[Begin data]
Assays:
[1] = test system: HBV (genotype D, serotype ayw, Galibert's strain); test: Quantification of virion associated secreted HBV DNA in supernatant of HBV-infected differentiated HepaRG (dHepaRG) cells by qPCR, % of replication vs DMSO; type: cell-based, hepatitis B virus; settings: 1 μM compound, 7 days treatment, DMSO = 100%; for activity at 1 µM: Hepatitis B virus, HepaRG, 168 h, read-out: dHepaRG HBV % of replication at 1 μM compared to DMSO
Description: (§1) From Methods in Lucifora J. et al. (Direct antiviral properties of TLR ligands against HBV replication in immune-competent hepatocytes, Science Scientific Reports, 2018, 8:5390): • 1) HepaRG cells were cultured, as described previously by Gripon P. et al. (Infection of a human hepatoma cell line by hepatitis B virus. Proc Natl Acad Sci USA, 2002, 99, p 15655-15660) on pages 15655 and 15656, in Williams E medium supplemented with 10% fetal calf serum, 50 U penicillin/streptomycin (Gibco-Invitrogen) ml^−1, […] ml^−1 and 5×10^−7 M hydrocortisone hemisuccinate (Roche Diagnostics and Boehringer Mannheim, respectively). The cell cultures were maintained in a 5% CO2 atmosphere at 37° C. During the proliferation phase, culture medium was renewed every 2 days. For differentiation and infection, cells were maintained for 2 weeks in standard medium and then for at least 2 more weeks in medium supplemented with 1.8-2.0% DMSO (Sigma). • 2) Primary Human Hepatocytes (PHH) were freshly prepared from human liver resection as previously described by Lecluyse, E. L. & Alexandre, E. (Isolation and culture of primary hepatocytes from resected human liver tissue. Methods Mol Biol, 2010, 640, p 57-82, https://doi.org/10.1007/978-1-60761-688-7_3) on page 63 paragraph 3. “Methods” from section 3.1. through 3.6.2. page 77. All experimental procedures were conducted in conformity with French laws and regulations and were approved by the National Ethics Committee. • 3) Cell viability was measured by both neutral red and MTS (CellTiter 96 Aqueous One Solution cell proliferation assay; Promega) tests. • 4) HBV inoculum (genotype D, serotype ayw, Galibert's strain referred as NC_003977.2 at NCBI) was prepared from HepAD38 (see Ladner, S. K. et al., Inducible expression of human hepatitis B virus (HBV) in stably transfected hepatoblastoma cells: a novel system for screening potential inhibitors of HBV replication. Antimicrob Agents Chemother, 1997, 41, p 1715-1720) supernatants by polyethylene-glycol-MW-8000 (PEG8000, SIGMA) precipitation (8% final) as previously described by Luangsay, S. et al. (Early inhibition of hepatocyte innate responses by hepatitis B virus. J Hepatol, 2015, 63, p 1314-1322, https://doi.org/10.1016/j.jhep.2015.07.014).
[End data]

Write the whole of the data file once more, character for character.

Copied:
Assays:
[1] = test system: HBV (genotype D, serotype ayw, Galibert's strain); test: Quantification of virion associated secreted HBV DNA in supernatant of HBV-infected differentiated HepaRG (dHepaRG) cells by qPCR, % of replication vs DMSO; type: cell-based, hepatitis B virus; settings: 1 μM compound, 7 days treatment, DMSO = 100%; for activity at 1 µM: Hepatitis B virus, HepaRG, 168 h, read-out: dHepaRG HBV % of replication at 1 μM compared to DMSO
Description: (§1) From Methods in Lucifora J. et al. (Direct antiviral properties of TLR ligands against HBV replication in immune-competent hepatocytes, Science Scientific Reports, 2018, 8:5390): • 1) HepaRG cells were cultured, as described previously by Gripon P. et al. (Infection of a human hepatoma cell line by hepatitis B virus. Proc Natl Acad Sci USA, 2002, 99, p 15655-15660) on pages 15655 and 15656, in Williams E medium supplemented with 10% fetal calf serum, 50 U penicillin/streptomycin (Gibco-Invitrogen) ml^−1, […] ml^−1 and 5×10^−7 M hydrocortisone hemisuccinate (Roche Diagnostics and Boehringer Mannheim, respectively). The cell cultures were maintained in a 5% CO2 atmosphere at 37° C. During the proliferation phase, culture medium was renewed every 2 days. For differentiation and infection, cells were maintained for 2 weeks in standard medium and then for at least 2 more weeks in medium supplemented with 1.8-2.0% DMSO (Sigma). • 2) Primary Human Hepatocytes (PHH) were freshly prepared from human liver resection as previously described by Lecluyse, E. L. & Alexandre, E. (Isolation and culture of primary hepatocytes from resected human liver tissue. Methods Mol Biol, 2010, 640, p 57-82, https://doi.org/10.1007/978-1-60761-688-7_3) on page 63 paragraph 3. “Methods” from section 3.1. through 3.6.2. page 77. All experimental procedures were conducted in conformity with French laws and regulations and were approved by the National Ethics Committee. • 3) Cell viability was measured by both neutral red and MTS (CellTiter 96 Aqueous One Solution cell proliferation assay; Promega) tests. • 4) HBV inoculum (genotype D, serotype ayw, Galibert's strain referred as NC_003977.2 at NCBI) was prepared from HepAD38 (see Ladner, S. K. et al., Inducible expression of human hepatitis B virus (HBV) in stably transfected hepatoblastoma cells: a novel system for screening potential inhibitors of HBV replication. Antimicrob Agents Chemother, 1997, 41, p 1715-1720) supernatants by polyethylene-glycol-MW-8000 (PEG8000, SIGMA) precipitation (8% final) as previously described by Luangsay, S. et al. (Early inhibition of hepatocyte innate responses by hepatitis B virus. J Hepatol, 2015, 63, p 1314-1322, https://doi.org/10.1016/j.jhep.2015.07.014).